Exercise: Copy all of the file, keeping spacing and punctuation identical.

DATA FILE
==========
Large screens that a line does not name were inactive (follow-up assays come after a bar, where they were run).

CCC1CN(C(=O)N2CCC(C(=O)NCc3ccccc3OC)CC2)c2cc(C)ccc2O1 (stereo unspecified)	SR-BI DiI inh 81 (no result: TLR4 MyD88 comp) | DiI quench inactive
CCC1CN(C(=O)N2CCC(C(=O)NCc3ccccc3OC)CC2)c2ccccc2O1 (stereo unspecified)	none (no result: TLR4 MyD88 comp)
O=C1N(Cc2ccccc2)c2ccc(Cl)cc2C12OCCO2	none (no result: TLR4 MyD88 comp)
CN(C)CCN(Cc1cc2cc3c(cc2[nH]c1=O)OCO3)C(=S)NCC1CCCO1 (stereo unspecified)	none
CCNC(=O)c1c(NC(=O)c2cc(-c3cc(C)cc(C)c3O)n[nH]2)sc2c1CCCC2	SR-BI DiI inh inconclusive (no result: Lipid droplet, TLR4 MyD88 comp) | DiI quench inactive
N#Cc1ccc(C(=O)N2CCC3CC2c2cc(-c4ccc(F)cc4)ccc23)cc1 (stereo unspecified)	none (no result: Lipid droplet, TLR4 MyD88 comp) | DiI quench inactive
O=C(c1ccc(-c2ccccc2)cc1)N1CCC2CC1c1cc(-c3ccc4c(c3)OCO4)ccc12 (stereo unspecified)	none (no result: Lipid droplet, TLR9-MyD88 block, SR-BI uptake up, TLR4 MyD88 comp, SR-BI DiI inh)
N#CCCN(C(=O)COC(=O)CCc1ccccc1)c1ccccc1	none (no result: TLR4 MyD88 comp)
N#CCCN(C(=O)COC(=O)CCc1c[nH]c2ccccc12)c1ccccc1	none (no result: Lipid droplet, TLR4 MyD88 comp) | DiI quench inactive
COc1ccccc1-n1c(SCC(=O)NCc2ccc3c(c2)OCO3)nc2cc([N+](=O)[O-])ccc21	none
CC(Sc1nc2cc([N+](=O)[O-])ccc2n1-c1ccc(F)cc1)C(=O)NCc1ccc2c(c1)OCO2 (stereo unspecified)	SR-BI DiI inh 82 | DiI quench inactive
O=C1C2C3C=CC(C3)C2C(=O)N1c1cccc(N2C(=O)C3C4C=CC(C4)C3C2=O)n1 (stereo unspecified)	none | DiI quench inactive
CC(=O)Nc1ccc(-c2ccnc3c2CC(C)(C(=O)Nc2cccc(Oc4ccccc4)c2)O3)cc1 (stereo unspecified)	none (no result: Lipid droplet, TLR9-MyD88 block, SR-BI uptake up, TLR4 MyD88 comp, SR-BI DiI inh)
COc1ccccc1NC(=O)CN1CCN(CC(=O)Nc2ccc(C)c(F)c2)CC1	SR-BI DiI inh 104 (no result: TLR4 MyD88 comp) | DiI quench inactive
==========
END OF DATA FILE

Large screens that a line does not name were inactive (follow-up assays come after a bar, where they were run).

CCC1CN(C(=O)N2CCC(C(=O)NCc3ccccc3OC)CC2)c2cc(C)ccc2O1 (stereo unspecified)	SR-BI DiI inh 81 (no result: TLR4 MyD88 comp) | DiI quench inactive
CCC1CN(C(=O)N2CCC(C(=O)NCc3ccccc3OC)CC2)c2ccccc2O1 (stereo unspecified)	none (no result: TLR4 MyD88 comp)
O=C1N(Cc2ccccc2)c2ccc(Cl)cc2C12OCCO2	none (no result: TLR4 MyD88 comp)
CN(C)CCN(Cc1cc2cc3c(cc2[nH]c1=O)OCO3)C(=S)NCC1CCCO1 (stereo unspecified)	none
CCNC(=O)c1c(NC(=O)c2cc(-c3cc(C)cc(C)c3O)n[nH]2)sc2c1CCCC2	SR-BI DiI inh inconclusive (no result: Lipid droplet, TLR4 MyD88 comp) | DiI quench inactive
N#Cc1ccc(C(=O)N2CCC3CC2c2cc(-c4ccc(F)cc4)ccc23)cc1 (stereo unspecified)	none (no result: Lipid droplet, TLR4 MyD88 comp) | DiI quench inactive
O=C(c1ccc(-c2ccccc2)cc1)N1CCC2CC1c1cc(-c3ccc4c(c3)OCO4)ccc12 (stereo unspecified)	none (no result: Lipid droplet, TLR9-MyD88 block, SR-BI uptake up, TLR4 MyD88 comp, SR-BI DiI inh)
N#CCCN(C(=O)COC(=O)CCc1ccccc1)c1ccccc1	none (no result: TLR4 MyD88 comp)
N#CCCN(C(=O)COC(=O)CCc1c[nH]c2ccccc12)c1ccccc1	none (no result: Lipid droplet, TLR4 MyD88 comp) | DiI quench inactive
COc1ccccc1-n1c(SCC(=O)NCc2ccc3c(c2)OCO3)nc2cc([N+](=O)[O-])ccc21	none
CC(Sc1nc2cc([N+](=O)[O-])ccc2n1-c1ccc(F)cc1)C(=O)NCc1ccc2c(c1)OCO2 (stereo unspecified)	SR-BI DiI inh 82 | DiI quench inactive
O=C1C2C3C=CC(C3)C2C(=O)N1c1cccc(N2C(=O)C3C4C=CC(C4)C3C2=O)n1 (stereo unspecified)	none | DiI quench inactive
CC(=O)Nc1ccc(-c2ccnc3c2CC(C)(C(=O)Nc2cccc(Oc4ccccc4)c2)O3)cc1 (stereo unspecified)	none (no result: Lipid droplet, TLR9-MyD88 block, SR-BI uptake up, TLR4 MyD88 comp, SR-BI DiI inh)
COc1ccccc1NC(=O)CN1CCN(CC(=O)Nc2ccc(C)c(F)c2)CC1	SR-BI DiI inh 104 (no result: TLR4 MyD88 comp) | DiI quench inactive